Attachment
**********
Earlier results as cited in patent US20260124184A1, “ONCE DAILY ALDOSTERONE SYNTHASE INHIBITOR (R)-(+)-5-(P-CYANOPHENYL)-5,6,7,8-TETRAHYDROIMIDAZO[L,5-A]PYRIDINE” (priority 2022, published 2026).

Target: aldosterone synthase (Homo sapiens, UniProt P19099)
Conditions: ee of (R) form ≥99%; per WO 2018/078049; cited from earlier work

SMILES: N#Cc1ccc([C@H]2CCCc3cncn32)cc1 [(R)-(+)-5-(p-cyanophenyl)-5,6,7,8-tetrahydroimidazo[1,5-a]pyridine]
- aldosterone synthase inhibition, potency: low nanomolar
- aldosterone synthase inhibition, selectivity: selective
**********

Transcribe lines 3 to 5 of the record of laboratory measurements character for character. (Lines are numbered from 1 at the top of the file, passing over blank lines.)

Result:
Conditions: ee of (R) form ≥99%; per WO 2018/078049; cited from earlier work

SMILES: N#Cc1ccc([C@H]2CCCc3cncn32)cc1 [(R)-(+)-5-(p-cyanophenyl)-5,6,7,8-tetrahydroimidazo[1,5-a]pyridine]
- aldosterone synthase inhibition, potency: low nanomolar